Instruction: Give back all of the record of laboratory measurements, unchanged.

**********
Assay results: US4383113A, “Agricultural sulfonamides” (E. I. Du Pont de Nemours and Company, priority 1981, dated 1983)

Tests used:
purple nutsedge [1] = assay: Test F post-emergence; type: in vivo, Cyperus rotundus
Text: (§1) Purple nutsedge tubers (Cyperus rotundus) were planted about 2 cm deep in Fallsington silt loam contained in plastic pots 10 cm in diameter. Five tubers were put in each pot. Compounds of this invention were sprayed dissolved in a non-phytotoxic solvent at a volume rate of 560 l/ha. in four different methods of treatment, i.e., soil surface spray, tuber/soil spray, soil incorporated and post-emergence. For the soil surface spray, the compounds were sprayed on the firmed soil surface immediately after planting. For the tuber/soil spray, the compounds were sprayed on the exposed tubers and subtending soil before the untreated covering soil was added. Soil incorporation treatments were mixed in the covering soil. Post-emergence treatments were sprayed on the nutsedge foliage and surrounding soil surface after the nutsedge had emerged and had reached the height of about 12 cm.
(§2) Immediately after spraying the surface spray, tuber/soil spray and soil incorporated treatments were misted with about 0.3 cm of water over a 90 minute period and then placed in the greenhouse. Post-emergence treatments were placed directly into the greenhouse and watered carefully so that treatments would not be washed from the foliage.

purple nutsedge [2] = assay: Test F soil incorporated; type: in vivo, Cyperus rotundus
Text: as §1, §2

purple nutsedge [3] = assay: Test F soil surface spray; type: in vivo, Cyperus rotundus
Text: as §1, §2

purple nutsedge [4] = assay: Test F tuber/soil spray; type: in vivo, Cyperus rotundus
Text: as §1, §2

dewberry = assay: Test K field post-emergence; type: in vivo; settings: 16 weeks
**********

Assay results: US4383113A, “Agricultural sulfonamides” (E. I. Du Pont de Nemours and Company, priority 1981, dated 1983)

Tests used:
purple nutsedge [1] = assay: Test F post-emergence; type: in vivo, Cyperus rotundus
Text: (§1) Purple nutsedge tubers (Cyperus rotundus) were planted about 2 cm deep in Fallsington silt loam contained in plastic pots 10 cm in diameter. Five tubers were put in each pot. Compounds of this invention were sprayed dissolved in a non-phytotoxic solvent at a volume rate of 560 l/ha. in four different methods of treatment, i.e., soil surface spray, tuber/soil spray, soil incorporated and post-emergence. For the soil surface spray, the compounds were sprayed on the firmed soil surface immediately after planting. For the tuber/soil spray, the compounds were sprayed on the exposed tubers and subtending soil before the untreated covering soil was added. Soil incorporation treatments were mixed in the covering soil. Post-emergence treatments were sprayed on the nutsedge foliage and surrounding soil surface after the nutsedge had emerged and had reached the height of about 12 cm.
(§2) Immediately after spraying the surface spray, tuber/soil spray and soil incorporated treatments were misted with about 0.3 cm of water over a 90 minute period and then placed in the greenhouse. Post-emergence treatments were placed directly into the greenhouse and watered carefully so that treatments would not be washed from the foliage.

purple nutsedge [2] = assay: Test F soil incorporated; type: in vivo, Cyperus rotundus
Text: as §1, §2

purple nutsedge [3] = assay: Test F soil surface spray; type: in vivo, Cyperus rotundus
Text: as §1, §2

purple nutsedge [4] = assay: Test F tuber/soil spray; type: in vivo, Cyperus rotundus
Text: as §1, §2

dewberry = assay: Test K field post-emergence; type: in vivo; settings: 16 weeks